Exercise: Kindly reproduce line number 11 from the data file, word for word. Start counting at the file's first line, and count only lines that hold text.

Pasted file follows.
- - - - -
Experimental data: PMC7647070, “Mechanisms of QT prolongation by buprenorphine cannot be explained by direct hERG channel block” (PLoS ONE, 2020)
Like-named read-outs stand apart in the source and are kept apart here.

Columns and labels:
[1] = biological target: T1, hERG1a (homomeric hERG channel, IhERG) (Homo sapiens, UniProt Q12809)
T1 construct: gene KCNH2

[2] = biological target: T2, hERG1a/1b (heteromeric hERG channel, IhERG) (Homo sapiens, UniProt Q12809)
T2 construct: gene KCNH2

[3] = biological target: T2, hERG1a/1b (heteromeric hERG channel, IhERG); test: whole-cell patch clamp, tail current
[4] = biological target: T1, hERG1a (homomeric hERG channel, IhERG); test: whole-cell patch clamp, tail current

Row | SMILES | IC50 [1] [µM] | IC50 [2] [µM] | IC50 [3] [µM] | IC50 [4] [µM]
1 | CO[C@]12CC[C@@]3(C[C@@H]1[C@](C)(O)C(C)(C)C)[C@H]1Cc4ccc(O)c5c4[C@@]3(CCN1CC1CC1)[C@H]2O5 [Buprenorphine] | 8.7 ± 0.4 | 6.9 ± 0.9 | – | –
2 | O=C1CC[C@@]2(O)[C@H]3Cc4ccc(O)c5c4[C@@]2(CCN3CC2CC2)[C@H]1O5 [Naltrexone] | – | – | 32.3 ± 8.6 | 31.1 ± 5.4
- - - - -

1 | CO[C@]12CC[C@@]3(C[C@@H]1[C@](C)(O)C(C)(C)C)[C@H]1Cc4ccc(O)c5c4[C@@]3(CCN1CC1CC1)[C@H]2O5 [Buprenorphine] | 8.7 ± 0.4 | 6.9 ± 0.9 | – | –